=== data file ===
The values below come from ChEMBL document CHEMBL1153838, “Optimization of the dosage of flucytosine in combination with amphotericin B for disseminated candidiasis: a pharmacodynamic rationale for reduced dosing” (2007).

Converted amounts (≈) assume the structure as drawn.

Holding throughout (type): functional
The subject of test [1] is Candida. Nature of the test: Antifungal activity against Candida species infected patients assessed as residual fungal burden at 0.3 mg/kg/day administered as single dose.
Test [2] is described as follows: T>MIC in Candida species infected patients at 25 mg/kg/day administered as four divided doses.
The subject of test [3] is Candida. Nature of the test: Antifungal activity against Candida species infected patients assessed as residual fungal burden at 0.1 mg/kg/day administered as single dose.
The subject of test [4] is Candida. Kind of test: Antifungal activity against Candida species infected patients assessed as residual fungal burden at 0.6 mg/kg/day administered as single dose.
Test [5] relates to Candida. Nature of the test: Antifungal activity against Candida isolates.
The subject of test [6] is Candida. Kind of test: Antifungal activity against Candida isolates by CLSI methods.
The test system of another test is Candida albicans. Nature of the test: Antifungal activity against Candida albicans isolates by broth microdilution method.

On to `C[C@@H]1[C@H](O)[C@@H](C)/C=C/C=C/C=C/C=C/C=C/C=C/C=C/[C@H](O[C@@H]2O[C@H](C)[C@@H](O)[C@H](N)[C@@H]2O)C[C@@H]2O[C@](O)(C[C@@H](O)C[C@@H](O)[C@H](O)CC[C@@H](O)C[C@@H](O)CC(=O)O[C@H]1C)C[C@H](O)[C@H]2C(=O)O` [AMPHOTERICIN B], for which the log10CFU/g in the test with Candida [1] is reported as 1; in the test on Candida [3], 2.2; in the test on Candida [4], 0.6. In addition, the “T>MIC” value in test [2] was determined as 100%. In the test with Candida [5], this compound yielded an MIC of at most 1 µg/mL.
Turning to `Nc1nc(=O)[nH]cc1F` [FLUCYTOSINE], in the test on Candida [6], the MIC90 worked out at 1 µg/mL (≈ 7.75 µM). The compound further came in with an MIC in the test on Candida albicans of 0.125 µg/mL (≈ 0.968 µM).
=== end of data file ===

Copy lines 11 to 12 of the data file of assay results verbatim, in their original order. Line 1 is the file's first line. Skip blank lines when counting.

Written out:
On to `C[C@@H]1[C@H](O)[C@@H](C)/C=C/C=C/C=C/C=C/C=C/C=C/C=C/[C@H](O[C@@H]2O[C@H](C)[C@@H](O)[C@H](N)[C@@H]2O)C[C@@H]2O[C@](O)(C[C@@H](O)C[C@@H](O)[C@H](O)CC[C@@H](O)C[C@@H](O)CC(=O)O[C@H]1C)C[C@H](O)[C@H]2C(=O)O` [AMPHOTERICIN B], for which the log10CFU/g in the test with Candida [1] is reported as 1; in the test on Candida [3], 2.2; in the test on Candida [4], 0.6. In addition, the “T>MIC” value in test [2] was determined as 100%. In the test with Candida [5], this compound yielded an MIC of at most 1 µg/mL.
Turning to `Nc1nc(=O)[nH]cc1F` [FLUCYTOSINE], in the test on Candida [6], the MIC90 worked out at 1 µg/mL (≈ 7.75 µM). The compound further came in with an MIC in the test on Candida albicans of 0.125 µg/mL (≈ 0.968 µM).